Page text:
Friendly Turf

By Ray Ratto
Updated: August 10, 2008

SAN FRANCISCO – The Escalade pulled into the left field parking lot at 4:35, and Barry Bonds transferred himself from the car to a cart that took him into the private ceremony celebrating the Giants’ 50 years of outfielders. He hugged the team’s principal stockholder, Sue Burns, and then disappeared inside for the catered festivities.

On the way out of the tent a half-hour later, a sole reporter got close enough to him to ask why he had returned, and he said simply, “It’s home.” The perfect answer for the audience he was actually reaching – the paying customers.

This was Bonds’ first appearance at the old factory since the unofficial end of his career — Sept. 21, when Peter Magowan announced that the Giants were going, belatedly, “in another direction.”

Much has not happened to Bonds in the intervening months, most conspicuously a contract to play for another major-league baseball team. He had become a reluctant civilian, knowing he had game left to give but learning in time that the market for his game had dried.

Thus, when it was learned by Comrade Schulman that the Giants had extended him an invitation to return for Saturday’s outfielder fete before the Giants-Dodgers game, there was some question whether he would attend.

Yes, this was the place of his most glorious moments, but it was also the place where he first learned someone didn’t want the use of his gifts. The idea of going where he wasn’t wanted seemed a difficult choice to those who like to speculate on his thought processes.

On the other hand, a form of peace would have to be reached at some point between his playing career and his post-playing career, and there would be few better opportunities to hear again the cheers of the 40,000 who never forgave him because in their minds there was nothing for which he needed forgiving. He was their guy, and they were his, and the judgments of the rest of the world could go hang.

This was not originally supposed to be a Bonds-fest; the idea for the outfield thing was part of a greater 50th anniversary salute promotion, held weirdly enough in the club’s 51st year.

But Bonds was the late added attraction who became the centerpiece. He came to say hello to his old constituents in his new guise as a guy who wears his jersey over a collared shirt. So while the fans saluted Jackie Brandt and Von Joshua, applauded Terry Whitfield and Dave Kingman, roared their approval for Jeffrey Leonard and Brett Butler, they were all waiting for Bonds.

He was the second-to-last player introduced on a roster of 26 former Giants who ringed the infield dirt, waving to the crowd as he met Willie Mays (the last one introduced) in left-center, he got the standing ovation he could always bank on, even in the most tumultuous of times. This was his Switzerland, and it is hard to imagine a time when it won’t be.

His name was chanted long enough to draw him into a brief speech on the field, and he hit the right note for the audience when he said, “It feels odd for me not to be in uniform, and the Dodgers are … right … there. You heard me, Torre (to which the Dodger manager doffed his cap). I beat you before, and I’ll beat you again. I haven’t retired.”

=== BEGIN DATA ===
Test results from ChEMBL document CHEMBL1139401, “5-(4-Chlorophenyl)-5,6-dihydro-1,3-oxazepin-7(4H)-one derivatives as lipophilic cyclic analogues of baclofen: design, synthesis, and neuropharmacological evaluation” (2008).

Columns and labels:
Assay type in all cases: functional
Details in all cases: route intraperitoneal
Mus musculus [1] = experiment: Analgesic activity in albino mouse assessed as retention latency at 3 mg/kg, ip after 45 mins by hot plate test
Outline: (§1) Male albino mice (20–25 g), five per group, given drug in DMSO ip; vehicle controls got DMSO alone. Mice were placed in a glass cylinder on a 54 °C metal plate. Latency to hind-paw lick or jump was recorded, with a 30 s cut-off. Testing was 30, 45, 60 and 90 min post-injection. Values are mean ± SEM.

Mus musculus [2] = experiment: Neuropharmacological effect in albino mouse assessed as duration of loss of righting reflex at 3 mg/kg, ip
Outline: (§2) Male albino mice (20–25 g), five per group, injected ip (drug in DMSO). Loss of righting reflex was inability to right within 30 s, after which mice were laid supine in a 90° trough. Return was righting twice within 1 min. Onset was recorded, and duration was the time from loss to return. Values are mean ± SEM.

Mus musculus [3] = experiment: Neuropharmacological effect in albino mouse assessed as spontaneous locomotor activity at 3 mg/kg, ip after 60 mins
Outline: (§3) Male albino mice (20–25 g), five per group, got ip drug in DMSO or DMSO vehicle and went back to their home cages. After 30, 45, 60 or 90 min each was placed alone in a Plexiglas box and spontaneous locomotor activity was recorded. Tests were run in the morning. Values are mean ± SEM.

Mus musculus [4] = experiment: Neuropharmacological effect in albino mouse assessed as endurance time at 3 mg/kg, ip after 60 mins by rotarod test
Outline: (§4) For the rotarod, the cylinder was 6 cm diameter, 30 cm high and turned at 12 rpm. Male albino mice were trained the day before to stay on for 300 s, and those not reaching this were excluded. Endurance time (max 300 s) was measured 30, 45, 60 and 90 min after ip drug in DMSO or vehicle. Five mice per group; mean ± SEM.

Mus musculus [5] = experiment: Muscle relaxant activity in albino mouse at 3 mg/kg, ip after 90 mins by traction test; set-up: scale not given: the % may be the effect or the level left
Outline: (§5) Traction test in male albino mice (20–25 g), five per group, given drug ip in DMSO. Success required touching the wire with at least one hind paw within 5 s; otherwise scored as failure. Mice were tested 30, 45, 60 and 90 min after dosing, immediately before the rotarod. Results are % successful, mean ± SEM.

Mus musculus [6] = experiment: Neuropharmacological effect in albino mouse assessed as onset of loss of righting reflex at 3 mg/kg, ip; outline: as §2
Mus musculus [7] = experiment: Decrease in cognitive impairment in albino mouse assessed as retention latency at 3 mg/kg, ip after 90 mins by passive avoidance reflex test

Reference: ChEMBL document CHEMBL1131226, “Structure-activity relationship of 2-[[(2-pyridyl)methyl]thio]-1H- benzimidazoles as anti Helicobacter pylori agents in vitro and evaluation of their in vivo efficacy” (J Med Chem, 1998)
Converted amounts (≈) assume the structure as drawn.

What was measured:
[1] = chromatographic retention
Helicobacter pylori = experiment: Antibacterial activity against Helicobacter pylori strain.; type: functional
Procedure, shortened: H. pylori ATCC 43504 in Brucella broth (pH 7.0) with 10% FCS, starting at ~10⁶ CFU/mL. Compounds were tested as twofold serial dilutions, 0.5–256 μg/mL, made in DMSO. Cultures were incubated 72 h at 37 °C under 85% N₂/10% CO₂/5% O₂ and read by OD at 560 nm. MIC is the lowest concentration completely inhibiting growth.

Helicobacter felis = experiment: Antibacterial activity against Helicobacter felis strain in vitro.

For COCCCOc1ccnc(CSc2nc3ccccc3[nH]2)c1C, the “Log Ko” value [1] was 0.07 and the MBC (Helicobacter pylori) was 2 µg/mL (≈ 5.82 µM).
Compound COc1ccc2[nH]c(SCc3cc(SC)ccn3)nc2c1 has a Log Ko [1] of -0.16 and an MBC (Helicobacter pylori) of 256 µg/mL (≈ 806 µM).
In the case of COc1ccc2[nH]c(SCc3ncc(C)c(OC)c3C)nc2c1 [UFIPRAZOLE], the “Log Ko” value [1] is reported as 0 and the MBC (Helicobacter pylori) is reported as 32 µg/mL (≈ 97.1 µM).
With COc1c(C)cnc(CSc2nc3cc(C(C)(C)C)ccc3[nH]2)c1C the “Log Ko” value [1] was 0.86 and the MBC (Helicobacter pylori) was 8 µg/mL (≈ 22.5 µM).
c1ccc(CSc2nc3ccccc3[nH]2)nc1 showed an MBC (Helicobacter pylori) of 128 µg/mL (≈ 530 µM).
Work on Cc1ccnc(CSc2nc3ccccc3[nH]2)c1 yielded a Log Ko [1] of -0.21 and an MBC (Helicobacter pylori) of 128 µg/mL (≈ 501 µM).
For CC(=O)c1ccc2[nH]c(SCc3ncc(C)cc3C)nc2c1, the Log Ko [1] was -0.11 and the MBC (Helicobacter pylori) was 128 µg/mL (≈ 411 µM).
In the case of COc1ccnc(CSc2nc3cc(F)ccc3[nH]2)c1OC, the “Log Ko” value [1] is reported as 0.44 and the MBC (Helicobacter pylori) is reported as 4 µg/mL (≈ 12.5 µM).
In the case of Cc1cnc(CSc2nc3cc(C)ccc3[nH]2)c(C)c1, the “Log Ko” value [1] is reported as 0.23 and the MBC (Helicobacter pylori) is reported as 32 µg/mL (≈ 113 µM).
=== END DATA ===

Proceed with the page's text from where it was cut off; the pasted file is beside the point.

Of course, that’s why he always owned these folks — because he recognized the moment and knew how to maximize it. Elsewhere, what he offered might not have sold, but he wasn’t playing for anyone outside the building he liked best.

And, it should be added, the building that liked him best. In a park that routinely crushed power hitters to the point that power hitters don’t want to come here, Bonds bent the park to his will in ways that won’t be done again for a long time

Then he left the field, headed up to the broadcast booth to do a turn with Duane Kuiper and Mike Krukow (a typically charming spin even though the Dodgers did score the first of their runs and though he did refer to Aaron Rowand as “Scott”) and then left through a phalanx of loitering reporters to sit next to Burns in the owners’ field seats to watch the game.

He hugged Magowan along the way and later sat and chatted with him, leading to the assumption that they had reached a rapprochement, and then became an undeclared but very real ex-player.

Of course, being an ex-player isn’t the same as being out of the game, and while he doesn’t seem the coaching or managing type, those aren’t the only positions open to a man with a name and lots of disposable income.

Why, a more diabolical mind might wonder if perhaps he’d like to own a piece of the club. He gets along famously with Burns, there are always shares to be had, and Bud Selig’s right eye would pop right out of his head if he had to consider such a question at an owners meeting.

It would have been a grand question to ask, but he was well-protected by a police escort and ballpark security.

There would be no statements beyond what he gave to the crowd and to Kuiper and Krukow in the booth. He was cordial but never stationary, so nobody could ask any bothersome questions about there being no team for him in 2008, or the Hall of Fame, or the performance enhancement question, or maybe getting a chunk of the club, or anything else.

He put in 3 1/2 innings and then said his goodbyes, once more getting a standing ovation on his way up the aisle to the car. His first goodbyes, we suspect, and not his last.

He may not have announced his retirement, and he may never do so despite the mounting evidence that he has played his last game, but he looked very much at home as a piece of Giants history. He called it “home” most of all because he intends to be back.